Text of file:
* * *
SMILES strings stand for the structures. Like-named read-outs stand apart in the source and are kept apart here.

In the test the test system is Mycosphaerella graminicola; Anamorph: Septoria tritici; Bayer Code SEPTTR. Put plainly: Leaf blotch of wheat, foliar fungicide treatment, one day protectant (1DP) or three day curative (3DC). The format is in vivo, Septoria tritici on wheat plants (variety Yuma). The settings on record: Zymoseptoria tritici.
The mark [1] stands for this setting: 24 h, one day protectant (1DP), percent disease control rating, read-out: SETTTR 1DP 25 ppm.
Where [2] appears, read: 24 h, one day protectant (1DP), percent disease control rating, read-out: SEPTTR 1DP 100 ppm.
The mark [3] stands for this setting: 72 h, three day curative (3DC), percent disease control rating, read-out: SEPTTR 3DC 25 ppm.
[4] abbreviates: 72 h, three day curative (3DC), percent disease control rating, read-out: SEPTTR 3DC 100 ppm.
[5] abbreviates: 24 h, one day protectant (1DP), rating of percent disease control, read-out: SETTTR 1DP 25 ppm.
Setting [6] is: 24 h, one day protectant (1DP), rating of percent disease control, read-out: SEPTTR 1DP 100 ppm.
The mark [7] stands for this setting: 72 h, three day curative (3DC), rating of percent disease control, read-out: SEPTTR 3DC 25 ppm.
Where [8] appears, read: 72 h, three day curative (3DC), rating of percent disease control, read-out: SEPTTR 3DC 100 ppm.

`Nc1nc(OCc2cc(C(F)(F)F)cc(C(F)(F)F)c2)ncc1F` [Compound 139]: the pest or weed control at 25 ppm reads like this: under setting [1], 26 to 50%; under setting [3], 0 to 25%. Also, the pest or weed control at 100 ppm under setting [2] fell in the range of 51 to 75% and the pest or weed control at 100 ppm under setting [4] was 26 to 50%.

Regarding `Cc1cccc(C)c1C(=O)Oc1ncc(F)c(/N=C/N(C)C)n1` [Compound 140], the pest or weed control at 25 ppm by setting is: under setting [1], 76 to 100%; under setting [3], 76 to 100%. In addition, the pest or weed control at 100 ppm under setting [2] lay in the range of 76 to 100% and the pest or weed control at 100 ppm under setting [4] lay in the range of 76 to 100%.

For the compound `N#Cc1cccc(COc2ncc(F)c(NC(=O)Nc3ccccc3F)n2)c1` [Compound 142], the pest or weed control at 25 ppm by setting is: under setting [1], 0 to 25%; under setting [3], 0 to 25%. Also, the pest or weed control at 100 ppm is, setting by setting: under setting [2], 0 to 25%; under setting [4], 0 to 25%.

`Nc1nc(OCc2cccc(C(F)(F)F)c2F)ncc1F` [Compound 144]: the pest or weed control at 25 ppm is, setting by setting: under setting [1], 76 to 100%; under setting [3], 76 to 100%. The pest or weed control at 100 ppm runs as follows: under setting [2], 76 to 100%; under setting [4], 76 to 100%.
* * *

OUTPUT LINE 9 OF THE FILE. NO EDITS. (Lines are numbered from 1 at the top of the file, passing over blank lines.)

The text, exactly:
The mark [7] stands for this setting: 72 h, three day curative (3DC), rating of percent disease control, read-out: SEPTTR 3DC 25 ppm.